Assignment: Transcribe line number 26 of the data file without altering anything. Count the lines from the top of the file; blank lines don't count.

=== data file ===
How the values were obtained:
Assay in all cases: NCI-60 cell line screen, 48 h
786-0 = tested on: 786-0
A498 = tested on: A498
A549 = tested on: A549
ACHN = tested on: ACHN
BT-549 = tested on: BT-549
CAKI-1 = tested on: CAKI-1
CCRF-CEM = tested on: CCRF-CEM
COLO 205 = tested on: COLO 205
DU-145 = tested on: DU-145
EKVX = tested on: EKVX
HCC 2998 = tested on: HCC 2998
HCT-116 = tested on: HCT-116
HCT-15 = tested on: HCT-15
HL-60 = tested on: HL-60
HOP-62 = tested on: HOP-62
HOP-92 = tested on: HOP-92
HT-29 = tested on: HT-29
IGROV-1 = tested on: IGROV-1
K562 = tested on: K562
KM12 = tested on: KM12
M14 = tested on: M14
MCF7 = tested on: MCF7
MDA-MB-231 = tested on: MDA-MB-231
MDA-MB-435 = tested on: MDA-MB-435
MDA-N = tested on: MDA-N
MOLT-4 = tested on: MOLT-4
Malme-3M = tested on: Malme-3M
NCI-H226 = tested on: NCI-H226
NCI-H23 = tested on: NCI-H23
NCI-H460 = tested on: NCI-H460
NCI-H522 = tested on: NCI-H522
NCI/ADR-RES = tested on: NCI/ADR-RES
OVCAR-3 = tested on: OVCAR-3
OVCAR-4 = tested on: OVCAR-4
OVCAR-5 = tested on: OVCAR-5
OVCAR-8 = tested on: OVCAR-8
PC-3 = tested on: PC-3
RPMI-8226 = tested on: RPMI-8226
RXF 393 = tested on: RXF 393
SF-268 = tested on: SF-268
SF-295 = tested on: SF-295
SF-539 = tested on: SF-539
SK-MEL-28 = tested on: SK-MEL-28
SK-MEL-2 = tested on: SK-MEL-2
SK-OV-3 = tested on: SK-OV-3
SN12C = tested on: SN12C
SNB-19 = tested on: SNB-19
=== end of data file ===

MDA-MB-435 = tested on: MDA-MB-435